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Checking your investments regularly can help you achieve your long-term financial goals. Even if you don’t make changes, you want to be sure your portfolio stays balanced and that it’s still in line with your long-term plans. Often, five minutes is all you need to make sure everything is in order. Here are some ways to determine if your investments are on track and make adjustments if necessary.
Portfolio tracking apps
Several portfolio tracking apps allow you to monitor multiple investments in one place. Empower (formerly Personal Capital), Simplifi by Quicken and Intuit Mint are a few examples of products that let you quickly view all your investments in one dashboard.
For example, with Empower, you can see your individual account balances, combined balances by account type (investments, credit cards, etc.) as well as your total net worth. Empower and most other portfolio tracking products usually have mobile apps as well, which allows you to check your investments on your phone and your computer.
Alerts and notifications
You can set up alerts and notifications on your investment account to inform you of important changes and events. For example, you might set up alerts for specific price changes, account activity or market news. Once you set up your alerts, you may receive a message via push notification, text message or email if the conditions are met.
Many investment platforms have widgets you can add to your dashboard for viewing certain information. These widgets are usually customizable and can be configured to see details like your total portfolio value, gains or losses and asset allocation. You also add or remove widgets so you only see the information you’re interested in.
Most investment platforms allow you to set up watchlists to track stocks, bonds or ETFs that interest you. Investors use watchlists to track portfolio performance or identify trading opportunities. Often, watchlists will be groups of similar stocks, such as “best growth stocks” or “best large-cap stocks.”
Some investment funds send weekly newsletters that highlight important market developments. If you have an account with the fund, you might also be able to receive weekly summaries that include your portfolio’s performance or other relevant updates. You can quickly skim these emails for the information you need.
Market news websites and TV
You can find market snapshots on websites like Google Finance. These sites will give you basic information, including major stock indices, individual stock prices and market updates. You can find similar information by tuning in to market news shows on TV.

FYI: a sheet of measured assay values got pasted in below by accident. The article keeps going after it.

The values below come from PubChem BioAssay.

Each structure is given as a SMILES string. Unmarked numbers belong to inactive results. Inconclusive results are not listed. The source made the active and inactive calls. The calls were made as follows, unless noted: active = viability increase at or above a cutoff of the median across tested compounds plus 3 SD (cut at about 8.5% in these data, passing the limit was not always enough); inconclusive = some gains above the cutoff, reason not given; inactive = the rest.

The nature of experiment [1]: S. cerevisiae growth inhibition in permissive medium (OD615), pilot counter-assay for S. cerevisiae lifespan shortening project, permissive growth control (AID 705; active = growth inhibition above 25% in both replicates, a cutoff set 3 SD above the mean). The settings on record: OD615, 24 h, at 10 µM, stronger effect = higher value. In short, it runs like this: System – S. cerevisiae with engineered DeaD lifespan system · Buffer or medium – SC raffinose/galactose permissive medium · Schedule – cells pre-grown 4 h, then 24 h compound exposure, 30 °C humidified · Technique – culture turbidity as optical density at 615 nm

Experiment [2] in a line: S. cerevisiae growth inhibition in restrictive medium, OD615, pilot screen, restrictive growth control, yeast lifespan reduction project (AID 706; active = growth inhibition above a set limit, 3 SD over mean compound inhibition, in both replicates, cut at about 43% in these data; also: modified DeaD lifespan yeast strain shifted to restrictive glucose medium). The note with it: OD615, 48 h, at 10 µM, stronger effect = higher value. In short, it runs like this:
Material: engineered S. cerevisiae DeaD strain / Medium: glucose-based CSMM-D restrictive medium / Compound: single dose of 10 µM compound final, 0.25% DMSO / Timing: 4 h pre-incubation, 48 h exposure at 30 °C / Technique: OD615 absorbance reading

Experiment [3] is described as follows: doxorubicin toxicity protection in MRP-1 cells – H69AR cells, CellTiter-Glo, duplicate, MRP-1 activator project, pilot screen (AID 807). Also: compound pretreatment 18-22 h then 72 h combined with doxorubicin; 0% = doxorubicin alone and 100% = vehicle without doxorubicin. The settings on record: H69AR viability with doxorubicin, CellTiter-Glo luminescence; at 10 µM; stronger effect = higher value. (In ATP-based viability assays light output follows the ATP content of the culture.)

What to remember while checking your investments
Checking your investments is about more than just reviewing current asset prices. You should also be sure your portfolio is set up the right way. A common mistake investors make is to transfer money into an investment account, like a Roth IRA, but then never invest the money.
After moving money into your account, you should then put the money to work by buying stocks, bonds, mutual funds, ETFs or whichever type of investment best suits your goals.
Similarly, you should ensure your 401(k) contribution percentage is correct. The best practice is to contribute as much as you can to the account. If your employer offers matching contributions, aim to contribute at least enough to get the maximum employer match.
You should also check your portfolio allocation. If you are in your 20s, most financial advisors would recommend a high allocation of stocks and a lower allocation of bonds. As you get older, they might suggest a higher allocation of bonds. As you check your investments, look to be sure your asset allocation is in line with your goals.
What to ignore during a quick check
The financial markets are complicated and change every day. While there is a ton of information to absorb, it’s best to ignore much of it, at least when doing your five-minute check. For example, don’t let yourself be swayed by the following:
- Short-term fluctuations: Investments like stocks can experience a lot of short-term fluctuations. If you see a lot of red numbers, you might worry and think it’s time to sell. But if you are investing for the long term, these small drops during the day probably shouldn’t affect your long-term decisions. Remember, investing is a long term game, so stick to your strategy and don’t get bogged down in the market fluctuations.
- Media noise: There can be a lot of eye-catching headlines in the media, and financial news is no exception. Headlines might use a lot of dramatic words that aim to grab people’s attention. However, the reality is often more nuanced, and you shouldn’t let attention-grabbing headlines influence your decisions.
- Other people’s portfolios: You might have heard a friend or colleague talk about how well their portfolio is doing and wish yours was performing as well as theirs. But this can lead to chasing higher returns, which is often a losing strategy for investors. Avoid comparing yourself to others and focus on making the best choices for you.
While there are many things to consider when checking your investments, ignore any day-to-day changes in asset prices. Focusing on what matters can help you make the best decisions.
Investing can be complicated, and you may not know where to start when checking your investments. Fortunately, several tools are available, such as portfolio tracking apps, watchlists, and alerts to help you hone in on the right information. Also, remember to check that accounts like your Roth IRA and 401(k) are in balance. Lastly, avoid letting things like short-term fluctuations and media noise influence your decisions. Instead, focus on the long-term plan you have made for your portfolio and your retirement.